Sunday: Cookstown (MUSA), Armagh, Craigavon (CityPark), Lisburn (Wallace) & Belfast (Five Parkruns)

Belfast – Queens (Dub), Falls, Waterworks, Victoria Park & Ormeau Park

Thats 90km in total, about 2 full marathons worth!


I must admit, I’m tempted to try the Belfast 5 in one day – that’s just over a half-marathon, although split into 5 separated sections.

Well done Simon, John, Liam and Joanna – a fantastic achievement!


In the beginning was the play.

The play in question was “The Bible: The complete word of God (abridged)” done by the Reduced Shakespeare Company. Both the troupe and the play have been around for over 20 years, so it wasn’t some new avant garde cutting edge piece of drama. It was a mildly amusing comedy.

The venue in question was the Theatre at The Mill, a beautifully realised piece of architecture combining an original mill building in Newtownabbey with new state of the art gallery and performance spaces. It is run by the local council.

My husband is jealous of the number of evenings I spend runninganddancing, and so we have an agreed date night at least once a month. This seemed like the perfect idea for January’s date night, and so we booked tickets.

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And then, a week before opening night, the show was cancelled. A DUP member of the council had felt that play was offensive and blasphemous. Why it had taken him till so close to the performance to raise these concerns isn’t clear – the play had been approved by the council’s artistic committee months ago, had been advertised on billboards, flyers, and in the theatre’s brochure.

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Why it couldn’t have just had a warning, like the parental advisory sticker on CDs with rude words in them, isn’t clear either. Nor why theatre goers couldn’t just have been made aware of the content and left to make up their own minds.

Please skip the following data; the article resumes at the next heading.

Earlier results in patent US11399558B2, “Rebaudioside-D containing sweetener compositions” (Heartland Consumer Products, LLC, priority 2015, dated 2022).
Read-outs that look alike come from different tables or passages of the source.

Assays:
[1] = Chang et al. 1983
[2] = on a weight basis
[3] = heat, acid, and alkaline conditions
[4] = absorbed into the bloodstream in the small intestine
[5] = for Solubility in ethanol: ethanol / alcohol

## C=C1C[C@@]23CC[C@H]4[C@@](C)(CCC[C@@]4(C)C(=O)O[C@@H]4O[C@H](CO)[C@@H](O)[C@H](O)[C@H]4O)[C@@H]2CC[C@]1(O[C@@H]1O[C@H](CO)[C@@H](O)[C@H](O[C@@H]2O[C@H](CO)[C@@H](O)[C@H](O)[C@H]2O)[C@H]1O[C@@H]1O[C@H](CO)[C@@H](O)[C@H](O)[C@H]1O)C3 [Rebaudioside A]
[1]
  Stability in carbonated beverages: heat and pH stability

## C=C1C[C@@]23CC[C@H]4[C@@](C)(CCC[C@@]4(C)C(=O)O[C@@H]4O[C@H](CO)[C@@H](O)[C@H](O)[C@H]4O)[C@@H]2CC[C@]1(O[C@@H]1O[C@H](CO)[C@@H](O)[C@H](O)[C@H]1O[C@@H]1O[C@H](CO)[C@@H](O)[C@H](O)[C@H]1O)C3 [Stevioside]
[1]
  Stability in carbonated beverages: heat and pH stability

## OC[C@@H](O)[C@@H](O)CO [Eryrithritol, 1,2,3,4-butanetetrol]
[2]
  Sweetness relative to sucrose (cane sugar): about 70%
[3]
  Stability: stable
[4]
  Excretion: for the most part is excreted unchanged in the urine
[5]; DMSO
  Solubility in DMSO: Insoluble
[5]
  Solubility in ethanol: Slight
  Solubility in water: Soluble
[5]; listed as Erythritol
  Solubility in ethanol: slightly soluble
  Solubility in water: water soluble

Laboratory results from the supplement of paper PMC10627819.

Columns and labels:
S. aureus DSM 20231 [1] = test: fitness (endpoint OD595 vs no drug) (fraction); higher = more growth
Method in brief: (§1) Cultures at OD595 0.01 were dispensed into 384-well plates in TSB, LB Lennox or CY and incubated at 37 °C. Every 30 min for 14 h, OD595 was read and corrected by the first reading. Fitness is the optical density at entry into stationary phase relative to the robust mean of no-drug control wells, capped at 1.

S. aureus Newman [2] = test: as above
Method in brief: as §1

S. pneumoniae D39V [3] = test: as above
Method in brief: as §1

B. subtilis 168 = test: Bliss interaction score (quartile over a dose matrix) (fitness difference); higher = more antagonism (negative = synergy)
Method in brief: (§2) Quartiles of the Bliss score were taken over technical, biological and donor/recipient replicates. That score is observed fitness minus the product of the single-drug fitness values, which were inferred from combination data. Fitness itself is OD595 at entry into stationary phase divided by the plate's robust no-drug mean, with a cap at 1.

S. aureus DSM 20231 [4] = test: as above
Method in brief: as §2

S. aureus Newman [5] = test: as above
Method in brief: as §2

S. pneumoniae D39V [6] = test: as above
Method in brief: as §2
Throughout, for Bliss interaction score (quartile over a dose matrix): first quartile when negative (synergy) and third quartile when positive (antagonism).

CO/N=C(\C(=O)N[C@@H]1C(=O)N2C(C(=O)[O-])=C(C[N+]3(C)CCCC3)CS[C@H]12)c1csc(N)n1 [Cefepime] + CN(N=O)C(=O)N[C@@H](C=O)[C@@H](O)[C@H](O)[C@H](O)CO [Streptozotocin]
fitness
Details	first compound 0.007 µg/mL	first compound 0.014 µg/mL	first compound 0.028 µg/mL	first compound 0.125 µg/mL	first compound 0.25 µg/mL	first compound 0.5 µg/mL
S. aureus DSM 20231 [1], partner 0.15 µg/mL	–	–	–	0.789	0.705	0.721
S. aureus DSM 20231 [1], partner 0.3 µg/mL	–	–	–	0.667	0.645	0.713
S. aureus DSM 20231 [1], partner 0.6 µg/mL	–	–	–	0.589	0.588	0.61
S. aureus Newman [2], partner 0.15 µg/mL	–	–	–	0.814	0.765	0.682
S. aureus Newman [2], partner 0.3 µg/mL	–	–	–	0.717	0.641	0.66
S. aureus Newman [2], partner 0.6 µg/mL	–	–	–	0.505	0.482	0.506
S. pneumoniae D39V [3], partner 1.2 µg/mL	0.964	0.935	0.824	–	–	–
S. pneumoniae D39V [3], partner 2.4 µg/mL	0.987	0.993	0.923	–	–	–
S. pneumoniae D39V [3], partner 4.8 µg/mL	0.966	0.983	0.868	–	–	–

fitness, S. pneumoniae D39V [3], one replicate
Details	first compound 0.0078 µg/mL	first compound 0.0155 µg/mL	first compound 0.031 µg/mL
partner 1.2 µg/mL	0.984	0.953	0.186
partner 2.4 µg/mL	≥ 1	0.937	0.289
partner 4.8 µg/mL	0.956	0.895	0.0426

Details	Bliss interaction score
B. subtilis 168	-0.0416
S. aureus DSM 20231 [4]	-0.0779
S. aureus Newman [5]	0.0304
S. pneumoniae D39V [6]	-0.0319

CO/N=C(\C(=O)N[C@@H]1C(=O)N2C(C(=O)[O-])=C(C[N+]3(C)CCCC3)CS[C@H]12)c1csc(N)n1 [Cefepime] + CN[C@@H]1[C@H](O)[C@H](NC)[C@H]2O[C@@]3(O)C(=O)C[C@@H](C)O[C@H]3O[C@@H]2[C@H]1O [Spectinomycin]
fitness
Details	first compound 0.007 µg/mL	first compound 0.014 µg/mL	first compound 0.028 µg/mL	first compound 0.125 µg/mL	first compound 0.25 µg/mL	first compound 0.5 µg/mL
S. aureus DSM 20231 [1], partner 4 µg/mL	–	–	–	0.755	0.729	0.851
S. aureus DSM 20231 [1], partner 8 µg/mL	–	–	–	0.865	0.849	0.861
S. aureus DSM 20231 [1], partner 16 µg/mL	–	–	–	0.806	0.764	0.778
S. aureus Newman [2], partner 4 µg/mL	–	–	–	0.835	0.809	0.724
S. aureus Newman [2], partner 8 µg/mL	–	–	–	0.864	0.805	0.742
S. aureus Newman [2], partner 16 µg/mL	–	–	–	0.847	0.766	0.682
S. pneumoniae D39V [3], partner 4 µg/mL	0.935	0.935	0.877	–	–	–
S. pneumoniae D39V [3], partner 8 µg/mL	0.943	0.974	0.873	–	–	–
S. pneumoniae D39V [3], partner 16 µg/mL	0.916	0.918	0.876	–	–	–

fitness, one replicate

No. Councillors, without having seen the show themselves, decided that no-one should get the opportunity.

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What happened next was perhaps predictable, but most satisfying nonetheless.  The theatre going public were outraged.  The Nolan Show took up the case.  The twitterati picked it up and gave it the #ThouShaltNotLaugh hashtag.  The Arts Minister and local comedians expressed their concern about censorship.  A Christian who HAD seen the show penned a thoughtful and measured letter, which was widely shared on Facebook.  A petition was signed.

Momentum grew – the show, which had precious few advance sales, began to sell out in its later venues.  Followers of @reduced on Twitter zoomed over the 10,000 mark.

If ever there was a case of no such thing as bad publicity, here it was.

And in a miraculous volte-face, the council reversed their decision, 2 days before curtain up.  The theatre’s website crashed under the demand for tickets, the cameras were out in force to vox-pop people entering and leaving the show, a mahoosive round of applause greeted the first appearance on stage of a cast member, and a warm standing ovation followed the closing lines.


There are some lessons to be learned here.  The PUL (Protestant Unionist Loyalist) community in Norn Irn have a long history of not understanding the importance of PR.  The world’s cameras have seen them stoning primary school children on their way to school, fleg protestors disrupting Christmas shopping, and stern-faced men in bowler hats valuing intransigence.  Could no-one have advised the councillors that this was the almost inevitable outcome?

I was not surprised but a little disappointed that the opportunity wasn’t taken to have a “proper” discussion about what is and isn’t blasphemous or offensive.  There are a lot of grey areas, and a debate should have been instructive.  How about nudity for instance – is Page 3 offensive? Breast-feeding mothers? Topless beaches?  What constitutes blasphemy – is Douglas Adams’ “God disappearing in a puff of logic” blasphemous?  Taking the Lords name in vain on television? The internet meme of God reaching out to the spaghetti monster’s noodly appendage – is that offensive to Pastafarians?